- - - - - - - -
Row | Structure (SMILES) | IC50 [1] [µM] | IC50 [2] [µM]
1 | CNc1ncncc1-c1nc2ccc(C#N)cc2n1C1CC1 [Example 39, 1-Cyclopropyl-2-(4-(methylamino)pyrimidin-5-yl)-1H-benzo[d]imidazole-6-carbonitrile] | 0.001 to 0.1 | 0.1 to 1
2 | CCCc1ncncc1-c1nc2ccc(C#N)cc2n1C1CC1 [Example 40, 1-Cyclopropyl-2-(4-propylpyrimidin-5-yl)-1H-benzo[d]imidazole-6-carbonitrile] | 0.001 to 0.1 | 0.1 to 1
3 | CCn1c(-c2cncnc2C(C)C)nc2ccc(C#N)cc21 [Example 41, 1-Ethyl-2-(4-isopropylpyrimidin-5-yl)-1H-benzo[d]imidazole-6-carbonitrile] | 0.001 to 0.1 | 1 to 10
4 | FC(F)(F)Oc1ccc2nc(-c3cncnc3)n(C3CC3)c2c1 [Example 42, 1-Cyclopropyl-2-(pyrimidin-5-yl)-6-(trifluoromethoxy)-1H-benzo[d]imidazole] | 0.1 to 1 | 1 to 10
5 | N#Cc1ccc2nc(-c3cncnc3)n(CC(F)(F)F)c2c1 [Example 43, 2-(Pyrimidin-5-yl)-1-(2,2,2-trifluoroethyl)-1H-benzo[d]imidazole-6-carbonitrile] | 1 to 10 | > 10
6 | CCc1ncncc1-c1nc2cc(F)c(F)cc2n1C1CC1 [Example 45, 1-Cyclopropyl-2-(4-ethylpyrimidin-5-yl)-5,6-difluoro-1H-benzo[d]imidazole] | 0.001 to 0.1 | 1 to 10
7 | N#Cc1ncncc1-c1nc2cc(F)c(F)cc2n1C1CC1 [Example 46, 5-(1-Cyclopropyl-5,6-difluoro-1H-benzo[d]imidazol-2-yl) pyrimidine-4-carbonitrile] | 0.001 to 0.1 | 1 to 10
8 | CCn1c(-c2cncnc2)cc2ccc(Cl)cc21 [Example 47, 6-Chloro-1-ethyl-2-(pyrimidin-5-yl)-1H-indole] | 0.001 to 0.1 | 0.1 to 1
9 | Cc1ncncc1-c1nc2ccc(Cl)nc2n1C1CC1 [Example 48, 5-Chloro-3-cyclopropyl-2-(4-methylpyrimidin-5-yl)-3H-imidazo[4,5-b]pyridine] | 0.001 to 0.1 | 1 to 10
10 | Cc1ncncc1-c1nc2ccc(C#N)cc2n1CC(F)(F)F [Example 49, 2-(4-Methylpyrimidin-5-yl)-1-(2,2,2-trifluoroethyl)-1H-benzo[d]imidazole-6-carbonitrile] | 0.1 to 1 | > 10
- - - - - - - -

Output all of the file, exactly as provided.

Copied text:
Row | Structure (SMILES) | IC50 [1] [µM] | IC50 [2] [µM]
1 | CNc1ncncc1-c1nc2ccc(C#N)cc2n1C1CC1 [Example 39, 1-Cyclopropyl-2-(4-(methylamino)pyrimidin-5-yl)-1H-benzo[d]imidazole-6-carbonitrile] | 0.001 to 0.1 | 0.1 to 1
2 | CCCc1ncncc1-c1nc2ccc(C#N)cc2n1C1CC1 [Example 40, 1-Cyclopropyl-2-(4-propylpyrimidin-5-yl)-1H-benzo[d]imidazole-6-carbonitrile] | 0.001 to 0.1 | 0.1 to 1
3 | CCn1c(-c2cncnc2C(C)C)nc2ccc(C#N)cc21 [Example 41, 1-Ethyl-2-(4-isopropylpyrimidin-5-yl)-1H-benzo[d]imidazole-6-carbonitrile] | 0.001 to 0.1 | 1 to 10
4 | FC(F)(F)Oc1ccc2nc(-c3cncnc3)n(C3CC3)c2c1 [Example 42, 1-Cyclopropyl-2-(pyrimidin-5-yl)-6-(trifluoromethoxy)-1H-benzo[d]imidazole] | 0.1 to 1 | 1 to 10
5 | N#Cc1ccc2nc(-c3cncnc3)n(CC(F)(F)F)c2c1 [Example 43, 2-(Pyrimidin-5-yl)-1-(2,2,2-trifluoroethyl)-1H-benzo[d]imidazole-6-carbonitrile] | 1 to 10 | > 10
6 | CCc1ncncc1-c1nc2cc(F)c(F)cc2n1C1CC1 [Example 45, 1-Cyclopropyl-2-(4-ethylpyrimidin-5-yl)-5,6-difluoro-1H-benzo[d]imidazole] | 0.001 to 0.1 | 1 to 10
7 | N#Cc1ncncc1-c1nc2cc(F)c(F)cc2n1C1CC1 [Example 46, 5-(1-Cyclopropyl-5,6-difluoro-1H-benzo[d]imidazol-2-yl) pyrimidine-4-carbonitrile] | 0.001 to 0.1 | 1 to 10
8 | CCn1c(-c2cncnc2)cc2ccc(Cl)cc21 [Example 47, 6-Chloro-1-ethyl-2-(pyrimidin-5-yl)-1H-indole] | 0.001 to 0.1 | 0.1 to 1
9 | Cc1ncncc1-c1nc2ccc(Cl)nc2n1C1CC1 [Example 48, 5-Chloro-3-cyclopropyl-2-(4-methylpyrimidin-5-yl)-3H-imidazo[4,5-b]pyridine] | 0.001 to 0.1 | 1 to 10
10 | Cc1ncncc1-c1nc2ccc(C#N)cc2n1CC(F)(F)F [Example 49, 2-(4-Methylpyrimidin-5-yl)-1-(2,2,2-trifluoroethyl)-1H-benzo[d]imidazole-6-carbonitrile] | 0.1 to 1 | > 10